Paleolithic cootie purification rituals?

Paleolithic cootie purification rituals?

All of which brings me to how I greet patients at my cancer genetics clinic. About a decade ago it dawned on me that many of my patients are immunocompromised from their cancer treatment. The last thing they need is to acquire an infectious disease from me. Handshakes have long been known to be a source of microbe transfer between people. So I decided that I would stop shaking hands with my patients when I greeted them in the waiting room. After all, we are supposed to make them healthier, not sicker.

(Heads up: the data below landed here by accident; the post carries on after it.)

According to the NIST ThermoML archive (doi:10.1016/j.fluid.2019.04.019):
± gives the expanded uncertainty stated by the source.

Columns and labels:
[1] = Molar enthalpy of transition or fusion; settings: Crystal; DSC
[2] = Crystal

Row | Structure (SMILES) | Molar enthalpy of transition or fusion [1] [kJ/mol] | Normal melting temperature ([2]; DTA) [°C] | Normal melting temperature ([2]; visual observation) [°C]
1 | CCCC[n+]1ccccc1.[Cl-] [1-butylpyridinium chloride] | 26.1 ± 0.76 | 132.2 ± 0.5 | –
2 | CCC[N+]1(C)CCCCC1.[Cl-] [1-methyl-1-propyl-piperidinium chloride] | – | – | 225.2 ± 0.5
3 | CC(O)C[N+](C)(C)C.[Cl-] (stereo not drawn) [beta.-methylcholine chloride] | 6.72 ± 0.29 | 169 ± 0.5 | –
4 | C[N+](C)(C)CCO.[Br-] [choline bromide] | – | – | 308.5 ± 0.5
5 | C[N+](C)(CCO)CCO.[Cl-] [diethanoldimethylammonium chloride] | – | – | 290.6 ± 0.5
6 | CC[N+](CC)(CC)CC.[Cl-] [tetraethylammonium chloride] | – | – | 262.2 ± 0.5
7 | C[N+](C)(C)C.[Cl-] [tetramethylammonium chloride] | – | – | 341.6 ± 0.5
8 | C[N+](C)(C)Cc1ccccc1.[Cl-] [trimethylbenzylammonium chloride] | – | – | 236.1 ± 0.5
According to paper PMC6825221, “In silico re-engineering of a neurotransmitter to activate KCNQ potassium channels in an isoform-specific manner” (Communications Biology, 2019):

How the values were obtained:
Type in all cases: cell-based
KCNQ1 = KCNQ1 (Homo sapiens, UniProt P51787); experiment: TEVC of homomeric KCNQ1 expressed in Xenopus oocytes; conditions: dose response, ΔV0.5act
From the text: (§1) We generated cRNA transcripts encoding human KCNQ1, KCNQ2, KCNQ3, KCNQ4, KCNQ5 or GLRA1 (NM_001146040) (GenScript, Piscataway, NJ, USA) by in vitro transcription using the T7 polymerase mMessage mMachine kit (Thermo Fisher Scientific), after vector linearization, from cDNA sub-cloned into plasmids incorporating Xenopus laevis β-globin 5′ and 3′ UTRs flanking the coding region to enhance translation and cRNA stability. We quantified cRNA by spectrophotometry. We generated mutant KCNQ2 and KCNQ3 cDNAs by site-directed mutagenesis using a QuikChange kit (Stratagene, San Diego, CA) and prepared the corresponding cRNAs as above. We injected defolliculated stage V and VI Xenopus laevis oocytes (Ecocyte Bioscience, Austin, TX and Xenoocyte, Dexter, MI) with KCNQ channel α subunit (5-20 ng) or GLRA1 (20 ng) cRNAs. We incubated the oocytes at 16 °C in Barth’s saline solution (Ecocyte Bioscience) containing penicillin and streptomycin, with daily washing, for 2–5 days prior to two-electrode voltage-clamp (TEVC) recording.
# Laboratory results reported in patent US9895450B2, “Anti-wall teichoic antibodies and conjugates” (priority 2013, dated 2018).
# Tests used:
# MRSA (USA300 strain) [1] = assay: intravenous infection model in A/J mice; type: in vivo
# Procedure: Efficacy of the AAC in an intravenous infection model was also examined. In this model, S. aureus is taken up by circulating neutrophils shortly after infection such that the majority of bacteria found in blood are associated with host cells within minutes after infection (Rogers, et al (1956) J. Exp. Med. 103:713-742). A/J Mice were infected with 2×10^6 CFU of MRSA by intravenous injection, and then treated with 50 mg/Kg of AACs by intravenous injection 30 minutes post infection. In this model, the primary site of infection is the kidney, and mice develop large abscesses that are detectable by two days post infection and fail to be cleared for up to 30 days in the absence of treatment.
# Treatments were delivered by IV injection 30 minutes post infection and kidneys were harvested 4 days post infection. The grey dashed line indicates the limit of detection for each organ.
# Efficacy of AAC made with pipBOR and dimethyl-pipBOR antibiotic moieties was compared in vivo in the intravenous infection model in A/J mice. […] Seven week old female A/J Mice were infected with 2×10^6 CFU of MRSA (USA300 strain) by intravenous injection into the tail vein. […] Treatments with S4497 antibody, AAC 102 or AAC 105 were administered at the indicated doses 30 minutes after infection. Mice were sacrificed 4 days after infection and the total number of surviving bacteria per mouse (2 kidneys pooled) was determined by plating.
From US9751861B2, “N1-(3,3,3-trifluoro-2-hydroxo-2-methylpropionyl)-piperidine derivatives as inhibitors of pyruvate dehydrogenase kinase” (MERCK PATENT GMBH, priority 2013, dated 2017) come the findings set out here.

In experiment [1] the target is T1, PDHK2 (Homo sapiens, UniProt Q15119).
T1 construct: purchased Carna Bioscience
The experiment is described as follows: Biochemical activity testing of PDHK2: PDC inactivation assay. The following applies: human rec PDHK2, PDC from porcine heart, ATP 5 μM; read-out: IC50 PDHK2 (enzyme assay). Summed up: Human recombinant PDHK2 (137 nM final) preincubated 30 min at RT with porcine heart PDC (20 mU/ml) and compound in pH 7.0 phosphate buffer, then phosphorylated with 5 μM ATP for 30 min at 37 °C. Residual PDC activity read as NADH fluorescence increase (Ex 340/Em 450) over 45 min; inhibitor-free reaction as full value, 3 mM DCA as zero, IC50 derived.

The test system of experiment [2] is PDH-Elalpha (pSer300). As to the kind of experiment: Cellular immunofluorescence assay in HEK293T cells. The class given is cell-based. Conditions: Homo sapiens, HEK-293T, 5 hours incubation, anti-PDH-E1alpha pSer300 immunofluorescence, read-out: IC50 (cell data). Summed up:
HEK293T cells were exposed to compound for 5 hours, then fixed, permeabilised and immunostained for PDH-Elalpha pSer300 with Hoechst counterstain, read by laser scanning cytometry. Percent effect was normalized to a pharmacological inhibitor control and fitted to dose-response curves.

No, I don’t know the likelihood of passing along infectious disease cooties via handshake in an outpatient setting but it is probably not trivial. Yes, I use a hand gel sanitizer but many people use them inadequately. Besides, I bet all that hand sanitizing is selecting for super-resistant cootie strains. Evolution is far more resourceful and clever than we can ever hope to be. Soap and water may be more effective than alcohol gels in eliminating microbes but, honestly, how many of us will sing “Happy Birthday” twice while thoroughly soaping up between genetic counseling sessions? No, I am not a germophobe. Regular exposure to microbial organisms is a good way of keeping my immune system cocked and loaded. Yes, my hospital has policies on minimizing contagion in out-patient settings. For example, the plants in my office must be a minimum distance from patients.

The potential cootie host in my office.